A close running tolerance between the impeller and the casing, as in a conventional open impeller, is not required, and by eliminating the rear wearing rings, balancing holes, and the balancing chamber of the conventional closed impeller, areas of possible entrapments of solids are correspondingly eliminated, thereby facilitating cleaning of the pump.
The impeller design of this invention reduces axial thrust without reversing it by reducing pressure at the stufiing box or mechanical seal. This reduced pressure will not be negative with respect to atmospheric pressure so as to lose lubrication, draw in air, or invite cavitation.
As there is a relatively small pressure drop across the suction side, radial running clearance, the amount of recirculation which effects head and efiiciency loss is not critically related to the magnitude of the clearance. Thus, clearances up to /8" can be employed at the suction side of a 2 /2 inch pump, instead of a few thousandths of an inch as in the conventional pump.
The impeller design of the invention also provides substantial casting advantages over the conventional enclosed type impeller. With the conventional enclosed type impeller a high cleaning cost is encountered present design utilizing the scalloped or recessed front and rear plates, the cleaning cost is substantially reduced. Moreover, the conventional enclosed type impeller provides high scrappage due to core breakage in casting. With the present design, the recessed or scalloped areas in the front and back plates provide areas where gases can vent through, and areas for core prints supporting the internal core, thus resulting in less scrappage and better casting efliciency.
The impeller of the invention can be used for pumping any type of liquid normally used with a centrifugal pump and is particularly effective for pumping abrasive or corrosive materials or materials which contain solid particles such as in the food processing industry.
Other objects or advantages will appear in the course of the following description.
In the drawings:
FIGURE 1 is a longitudinal section of a centrifugal pump incorporating the impeller design of the invention;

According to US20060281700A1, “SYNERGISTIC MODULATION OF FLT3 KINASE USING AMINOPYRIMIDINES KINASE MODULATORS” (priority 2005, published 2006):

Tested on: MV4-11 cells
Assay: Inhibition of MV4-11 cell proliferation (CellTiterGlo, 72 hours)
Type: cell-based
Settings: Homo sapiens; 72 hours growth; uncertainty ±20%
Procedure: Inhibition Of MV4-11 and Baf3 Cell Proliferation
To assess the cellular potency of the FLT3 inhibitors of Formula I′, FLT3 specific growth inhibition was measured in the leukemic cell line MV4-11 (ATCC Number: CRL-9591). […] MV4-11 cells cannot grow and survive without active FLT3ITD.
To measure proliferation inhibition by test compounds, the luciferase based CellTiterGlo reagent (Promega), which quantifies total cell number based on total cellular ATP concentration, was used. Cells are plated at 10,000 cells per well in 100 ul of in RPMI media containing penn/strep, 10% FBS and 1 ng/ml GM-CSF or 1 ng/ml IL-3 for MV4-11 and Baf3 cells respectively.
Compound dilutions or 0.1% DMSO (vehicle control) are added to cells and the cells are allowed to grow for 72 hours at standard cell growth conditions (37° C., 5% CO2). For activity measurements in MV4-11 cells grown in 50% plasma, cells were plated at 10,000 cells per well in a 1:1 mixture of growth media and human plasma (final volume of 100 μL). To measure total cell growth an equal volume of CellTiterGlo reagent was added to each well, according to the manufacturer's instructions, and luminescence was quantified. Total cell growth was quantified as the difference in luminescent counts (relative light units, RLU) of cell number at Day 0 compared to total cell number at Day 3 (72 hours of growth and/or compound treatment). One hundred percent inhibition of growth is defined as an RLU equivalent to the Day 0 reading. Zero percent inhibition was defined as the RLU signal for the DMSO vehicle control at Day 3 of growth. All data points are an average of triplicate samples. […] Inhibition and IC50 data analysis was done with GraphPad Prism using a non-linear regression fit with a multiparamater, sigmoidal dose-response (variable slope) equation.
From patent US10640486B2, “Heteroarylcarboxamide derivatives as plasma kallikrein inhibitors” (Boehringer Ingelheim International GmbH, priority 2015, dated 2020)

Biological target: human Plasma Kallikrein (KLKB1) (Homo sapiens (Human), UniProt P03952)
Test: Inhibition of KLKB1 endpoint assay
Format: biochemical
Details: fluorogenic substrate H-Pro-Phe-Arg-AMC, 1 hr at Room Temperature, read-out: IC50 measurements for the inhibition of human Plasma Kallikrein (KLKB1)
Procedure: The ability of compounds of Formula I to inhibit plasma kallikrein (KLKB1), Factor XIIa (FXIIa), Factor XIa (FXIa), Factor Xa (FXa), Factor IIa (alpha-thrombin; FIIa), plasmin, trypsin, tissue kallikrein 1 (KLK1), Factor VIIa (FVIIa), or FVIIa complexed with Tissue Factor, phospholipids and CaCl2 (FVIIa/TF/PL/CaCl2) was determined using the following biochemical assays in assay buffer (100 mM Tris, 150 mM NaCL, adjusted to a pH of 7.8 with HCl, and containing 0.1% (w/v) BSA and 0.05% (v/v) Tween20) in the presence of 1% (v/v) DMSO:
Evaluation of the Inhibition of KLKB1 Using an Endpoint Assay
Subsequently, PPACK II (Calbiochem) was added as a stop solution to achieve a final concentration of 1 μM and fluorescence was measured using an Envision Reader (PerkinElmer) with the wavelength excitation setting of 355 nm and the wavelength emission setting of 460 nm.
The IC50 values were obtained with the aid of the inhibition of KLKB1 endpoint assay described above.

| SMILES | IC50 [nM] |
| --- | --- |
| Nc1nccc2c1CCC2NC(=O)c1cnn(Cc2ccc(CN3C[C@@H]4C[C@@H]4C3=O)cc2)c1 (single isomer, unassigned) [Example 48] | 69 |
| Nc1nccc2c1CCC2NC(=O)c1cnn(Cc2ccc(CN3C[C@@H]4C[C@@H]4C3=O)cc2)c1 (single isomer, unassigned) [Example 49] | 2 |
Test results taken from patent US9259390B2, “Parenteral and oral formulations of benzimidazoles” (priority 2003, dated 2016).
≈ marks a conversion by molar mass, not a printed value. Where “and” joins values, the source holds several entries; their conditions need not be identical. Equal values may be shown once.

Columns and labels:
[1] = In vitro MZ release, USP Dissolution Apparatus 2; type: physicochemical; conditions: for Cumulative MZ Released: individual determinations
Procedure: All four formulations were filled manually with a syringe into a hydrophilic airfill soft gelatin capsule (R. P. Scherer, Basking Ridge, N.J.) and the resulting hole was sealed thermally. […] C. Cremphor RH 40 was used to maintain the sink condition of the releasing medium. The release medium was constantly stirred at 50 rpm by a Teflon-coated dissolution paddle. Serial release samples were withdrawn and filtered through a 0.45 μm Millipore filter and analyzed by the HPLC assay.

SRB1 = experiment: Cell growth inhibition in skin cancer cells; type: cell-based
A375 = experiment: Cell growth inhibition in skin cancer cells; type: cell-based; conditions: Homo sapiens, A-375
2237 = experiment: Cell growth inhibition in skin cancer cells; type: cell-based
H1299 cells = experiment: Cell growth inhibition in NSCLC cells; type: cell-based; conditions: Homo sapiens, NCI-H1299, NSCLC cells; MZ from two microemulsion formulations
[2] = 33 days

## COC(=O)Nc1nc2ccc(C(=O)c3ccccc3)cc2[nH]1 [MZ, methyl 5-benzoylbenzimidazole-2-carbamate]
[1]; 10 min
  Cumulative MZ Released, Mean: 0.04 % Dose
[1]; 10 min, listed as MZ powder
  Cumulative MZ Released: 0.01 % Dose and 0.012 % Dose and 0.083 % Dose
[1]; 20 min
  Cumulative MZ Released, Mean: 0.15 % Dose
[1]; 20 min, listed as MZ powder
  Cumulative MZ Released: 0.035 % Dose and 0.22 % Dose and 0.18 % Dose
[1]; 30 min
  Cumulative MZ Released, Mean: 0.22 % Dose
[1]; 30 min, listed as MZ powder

FIG. 2 is a plan view of the impeller with parts broken away in section; and
FIG. 3 is a section taken along line 33 of FIG. 2.
The drawings illustrate a centrifugal pump 1 including a casing 2 having a liquid inlet 3. Casing 2 is provided with a flange 4 which is secured to the flange 5 of an adapter or pedestal 6 by a series of bolts 7.
The pump is driven by a motor 8 secured to adapter 6 and the motor drive shaft 9 carries an impeller 10 which is located within casing 2 and is secured to the end of the shaft 9 by a nut 11.
To minimize the flow of fluid outwardly along the drive shaft 9, a packing 12 is located within a recess in the inner surface of a rear cover plate 13 and the packing 12 is maintained Within the recess by a gland 14. In addition, a slinger 15 is secured to the shaft between the gland 14 and motor 8 and during operation of the shaft the slinger serves to throw any particles outwardly by centrifugal action which may be moving along the motor shaft.
According to the invention the impeller includes on outer section 16 and an inner section 17 which are connected together by a series of curved blades 18. Lo cated centrally of the outer section 16 is an inlet opening 19 which is positioned in alignment with the inlet 3 of casing 2.
Inner section 17 of impeller 10 includes a central hub 22 defining a central opening 23 which receives the reduced-diameter section 24 of drive shaft 9. Hub 22 is keyed to shaft section 24 so that the impeller 10 will rotate in accordance with shaft rotation. The outer end of shaft section 24 is tapped and receives a stud 25, and nut 11 is engaged with stud 25 and serves to retain the impeller 10 on the shaft.
The outer portion 26 of each blade 18 is arranged generally normal to the axis of the impeller, while the inner portion 27 of each blade extends from the outer portion 26 to the inlet 19 and is twisted in the form of a Francis impeller.
According to the invention, the impeller sections 16 and 17 are provided with recesses 28 which are located between the blades 18. As best shown in FIG. 2, the edge 29 bordering each recess 28 coincides with the leading edge of the corresponding blade 18, and the bottom of each recess 28, indicated by 30, is located at the junction between the outer portion 26 and inner portion 27 of the blade. The edges 31 bordering recesses 28 extend generally parallel to the next succeeding blade or vane 18, in the direction of impeller rotation, and the edges 31 are spaced rearwardly in the direction of impeller rotation from the next succeeding blade, as shown in FIG. 2.